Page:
Stop Saying That You’re A Great Lover

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About Alyssa Royse

Alyssa is freelance writer, speaker and sex-educator living in Seattle with her husband and their 3 daughters. She is the former host of Sexxx Talk Radio on The Progressive Radio Network and is the co-founder of, a site dedicated to empowered women's sexuality. She can also be found on her eponymous blog, where she pontificates about food, family, politics and the Seattle rain. Yes, she would love to speak at your event, host a workshop or write something for you. Just ask.


  1. Joanna Schroeder says:

    I love this SO MUCH.

    I have never in my life been with someone who declared themselves a “great lover” who did anything other than put on a big show in bed featuring only moves seen in porn that are guaranteed to be totally unsatisfying in real life.

    • TOTALLY. EVERY TIME someone has told me that they are great in bed, and I took them up on the offer to find out, I have been disappointed. (It didn’t take long before such a declaration was enough of a bad sign that I didn’t bother to find out.) But those guys who listened, who shared their thoughts – no matter the subject, did both those things – those guys have turned out to be the best lovers.

      It’s interesting, but as i got older, when a potential lover would ask me what I liked sexually, I would realize that I didn’t even have an answer, really. I would tell them that I have never had sex with THEM, so I don’t know what will feel good with them. Even what I am into changed. There are a few things that I know I either do or don’t like, but everything else as been REALLY dependent on the partner. (Except my belly button. I really do not like having my belly button played with.)

      • Theorema Egregium says:

        Franly, Alyssa, I don’t get it: Why do you make statements in the comments (here, and below as reply to Will) that blatantly contradict the message of your very good article?

        When I hear someone say that their lover just can’t figure out how to please them, I hear, “I am too lazy and cruel to tell my lovers what I want, I just let them flounder instead.”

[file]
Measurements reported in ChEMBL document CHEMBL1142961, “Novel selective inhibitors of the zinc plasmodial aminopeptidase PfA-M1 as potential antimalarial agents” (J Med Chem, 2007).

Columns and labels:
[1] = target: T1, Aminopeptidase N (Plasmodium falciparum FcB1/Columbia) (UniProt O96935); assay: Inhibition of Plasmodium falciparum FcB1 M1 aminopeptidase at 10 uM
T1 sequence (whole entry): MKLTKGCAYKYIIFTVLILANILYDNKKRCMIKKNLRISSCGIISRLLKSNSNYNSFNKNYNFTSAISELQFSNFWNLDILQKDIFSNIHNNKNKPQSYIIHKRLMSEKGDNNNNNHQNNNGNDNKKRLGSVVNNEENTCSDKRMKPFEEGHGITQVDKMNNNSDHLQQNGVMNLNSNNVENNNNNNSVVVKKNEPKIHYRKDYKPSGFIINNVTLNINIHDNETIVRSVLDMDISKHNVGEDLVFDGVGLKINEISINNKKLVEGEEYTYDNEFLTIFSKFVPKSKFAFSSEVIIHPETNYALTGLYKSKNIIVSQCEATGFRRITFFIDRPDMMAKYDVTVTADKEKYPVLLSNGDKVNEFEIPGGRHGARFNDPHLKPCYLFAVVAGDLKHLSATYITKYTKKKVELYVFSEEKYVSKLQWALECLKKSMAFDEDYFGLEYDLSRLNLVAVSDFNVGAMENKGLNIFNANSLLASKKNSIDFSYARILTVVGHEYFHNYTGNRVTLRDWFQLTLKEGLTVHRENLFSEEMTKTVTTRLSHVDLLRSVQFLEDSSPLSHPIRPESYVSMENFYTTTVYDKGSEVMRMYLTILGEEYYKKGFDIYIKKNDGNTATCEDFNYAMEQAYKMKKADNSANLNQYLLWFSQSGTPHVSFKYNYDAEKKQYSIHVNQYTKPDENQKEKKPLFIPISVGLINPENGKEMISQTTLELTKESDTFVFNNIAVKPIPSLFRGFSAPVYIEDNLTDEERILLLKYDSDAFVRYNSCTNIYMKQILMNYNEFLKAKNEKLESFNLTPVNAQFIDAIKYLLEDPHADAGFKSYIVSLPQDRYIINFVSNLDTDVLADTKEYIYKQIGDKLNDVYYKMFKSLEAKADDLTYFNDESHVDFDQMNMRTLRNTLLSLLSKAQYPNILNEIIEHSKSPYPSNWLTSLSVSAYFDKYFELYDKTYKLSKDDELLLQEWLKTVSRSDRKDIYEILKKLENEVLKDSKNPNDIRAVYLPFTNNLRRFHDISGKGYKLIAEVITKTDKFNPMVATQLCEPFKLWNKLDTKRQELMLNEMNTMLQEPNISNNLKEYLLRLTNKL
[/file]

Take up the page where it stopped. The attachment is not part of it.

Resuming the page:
And now here you write how you basically are that very person, refusing to tell your lover how to please you.

  2. I have never said it and I figured I would not even agree to it unless I am told several times. Fortunately I have but I still don’t say it.

  3. It starts with a great coach.

  4. Heres how to be a great lover:

    1. Be creative
    2. Be generous and unselfish
    3. Prioritize your partner over yourself
    4. Get rid of all your stupid squeamish sexual hang-ups and self-imposed limits

    • Absolutely 100% spot-on! ;)

      • Theorema Egregium says:

        Remember that sex is for everyone involved.

        So you wrote. But maybe that was a mistake and what you really mean is that sex is only for your partner, and never for you? Prioritize your partner, be unselfish, that is 100% spot on.

        You know, I prefer that my partner and me enjoy sex equally, but I guess that makes me a horrible lover then.

    • Theorema Egregium says:

      No, just no!

      3) Prioritize your partner over yourself? So you mean the way to be a great lover is to have no fun yourself, right? Like, be a self-sacrificing white knight type?
      4) So if you feel uncomfortable with something, just go ahead regardless? So basically a great lover is someone who lets him-/herself be raped? That’s fantastic.

      But I would assume you only expect men to be unselfish, think only of their partner, and ignore their own limits. Of course you don’t mean women, because then it would be viciously misogynistic, wouldn’t it?

      • So just to clarify, NOTHING I said suggests the things you are complaining about. In several places I mention that ALL parties need to discuss what they want and need, and are responsible for being clear about it. That was the first point. The point immediately following it was that you have to be compatible, meaning that your wants and needs have to align. If they don’t, then all parties involve deserve to find compatible partners. Then I said you have to listen to your partner and taking their feelings into account, which would mean NOT doing things that hurt them and they don’t want.

        But, perhaps most importantly to me, I never said anything about gender of anyone involved, and I never would. In fact, gender is never mentioned even once in this entire article.

        Do not do something you don’t want to do. Do not expect your partner to do things they don’t want to do. Find compatible partners and communicate clearly with them.

        But yes, as your sexuality evolves and your relationships change, do go forward and explore your sexuality openly, with compassion, communication, curiosity AND CONSENT.

  5. In general, people that boast about themselves in the sak, or anywhere else, sound like they’re more concerned with convincing themselves or you, or both, that they are great, which is just unappealing and almost pathetic. Nothing is more convincing than modesty self-imposed imo.

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